Each quarter, I see Jon Peddie Research, which I’ll abbreviate as JPR, publish market share numbers for the stand-alone graphics processor market. According to a recent JPR report, graphics giant NVIDIA (NASDAQ: NVDA) captured 66.3% of the stand-alone graphics processor market while smaller rival Advanced Micro Devices (NASDAQ: AMD) held 33.7% share.
Based on these numbers, investors might think that while NVIDIA is the clear leader in this market, AMD is putting up quite a good fight, capturing significant share itself.
What I found interesting, though, is that during NVIDIA’s most recent analyst day, CEO Jensen Huang claimed that NVIDIA captured more than 90% revenue share in each of the markets that it plays in, with its profit share being even higher than that.
Jensen’s claims don’t seem to jibe with JPR’s numbers, so I took it upon myself to dig into both NVIDIA’s and AMD’s respective financial results to try to figure out what’s really going on here. Here’s what I found.
Starting with fundamentals
NVIDIA reported that, in its most recent fiscal year, it raked in $8.14 billion in revenue from sales of discrete graphics processors. This figure encompasses the company’s gaming graphics processors, professional visualization-oriented processors, as well as its booming data center-oriented graphics processors.
AMD, on the other hand, doesn’t break out its GPU sales, instead choosing to report consolidated revenue for two segments: computing and graphics as well as enterprise, embedded, and semi-custom. AMD’s graphics processor revenue is included within the company’s computing and graphics segment, but those numbers also include sales of its CPU and APU products.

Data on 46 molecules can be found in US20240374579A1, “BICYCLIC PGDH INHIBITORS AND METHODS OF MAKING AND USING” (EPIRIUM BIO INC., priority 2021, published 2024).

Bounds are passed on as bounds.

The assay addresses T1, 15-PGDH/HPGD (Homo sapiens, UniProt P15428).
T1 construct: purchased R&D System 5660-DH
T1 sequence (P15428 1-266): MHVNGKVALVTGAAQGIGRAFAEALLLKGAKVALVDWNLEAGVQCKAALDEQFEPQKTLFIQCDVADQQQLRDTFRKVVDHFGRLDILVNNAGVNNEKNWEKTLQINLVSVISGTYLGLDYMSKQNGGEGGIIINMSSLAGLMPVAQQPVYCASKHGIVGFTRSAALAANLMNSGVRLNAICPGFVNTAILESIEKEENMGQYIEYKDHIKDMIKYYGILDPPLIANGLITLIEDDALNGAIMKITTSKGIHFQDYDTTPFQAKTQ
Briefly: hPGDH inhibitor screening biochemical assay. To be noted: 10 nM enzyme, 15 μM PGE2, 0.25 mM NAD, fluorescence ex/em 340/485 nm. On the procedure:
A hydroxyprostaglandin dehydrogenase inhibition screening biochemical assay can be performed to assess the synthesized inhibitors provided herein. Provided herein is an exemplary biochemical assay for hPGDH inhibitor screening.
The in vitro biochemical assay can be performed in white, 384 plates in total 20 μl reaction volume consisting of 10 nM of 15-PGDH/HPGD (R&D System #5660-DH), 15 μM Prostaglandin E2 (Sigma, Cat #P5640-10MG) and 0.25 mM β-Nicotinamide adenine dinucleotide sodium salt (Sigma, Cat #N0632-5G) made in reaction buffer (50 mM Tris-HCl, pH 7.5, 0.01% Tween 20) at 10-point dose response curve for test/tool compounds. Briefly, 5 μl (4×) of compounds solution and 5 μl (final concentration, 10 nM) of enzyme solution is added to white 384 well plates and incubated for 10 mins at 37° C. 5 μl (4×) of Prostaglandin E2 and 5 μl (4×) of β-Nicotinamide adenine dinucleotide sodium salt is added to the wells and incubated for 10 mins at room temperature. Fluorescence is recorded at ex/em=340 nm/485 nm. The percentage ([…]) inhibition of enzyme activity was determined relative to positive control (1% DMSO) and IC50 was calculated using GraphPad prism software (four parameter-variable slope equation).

In 2017, AMD reported that its total computing and graphics revenue came in at $3.03 billion. If we assume that half of this revenue came from stand-alone graphics processors (again, AMD doesn’t provide explicit breakouts), then AMD’s total graphics processor revenue was around $1.5 billion in 2017. Such a breakout would put AMD at about 15.5% revenue share in the stand-alone graphics processor market, with NVIDIA grabbing 84.5%.
NVIDIA might have a better internal estimate of how AMD’s computing and graphics business is split between graphics and processor products, but it’s clear that in terms of revenue share, NVIDIA’s estimate of “over 90%” is in the right ballpark while JPR’s isn’t.
What could explain the discrepancy?
I don’t know how JPR comes up with its estimates, but if we assume that both the JPR numbers are right and that NVIDIA’s estimates are right, there’s actually a way to reconcile the two. Remember that NVIDIA’s CEO was talking about revenue share, while JPR is talking about unit share.
What might be happening here is that NVIDIA is selling a far richer mix of products than AMD is, meaning that NVIDIA’s graphics processor average selling prices are far higher than AMD’s.
That explanation is plausible.
Keep in mind that NVIDIA completely dominates the market for data center-oriented graphics processors, which tend to carry much higher average selling prices than, say, a typical gaming-oriented card. Moreover, even within the gaming market, NVIDIA has products at higher-end performance and price points than AMD does (e.g., AMD has no competitor to the NVIDIA GeForce GTX 1080 Ti and Titan Xp graphics cards).
On top of that, if we look at, say the Steam Hardware Survey (virtually every major PC game is distributed primarily through Steam these days), we see that NVIDIA’s high-end GeForce GTX products have captured significant gamer share while AMD’s high-end Vega graphics cards aren’t a large enough part of the installed base to even register.
So, what I think could be happening here is that while AMD ships about a third of the industry’s stand-alone graphics processor units, it’s capturing substantially less of the total revenue to be had in this market because it sells, on average, cheaper, lower value parts.
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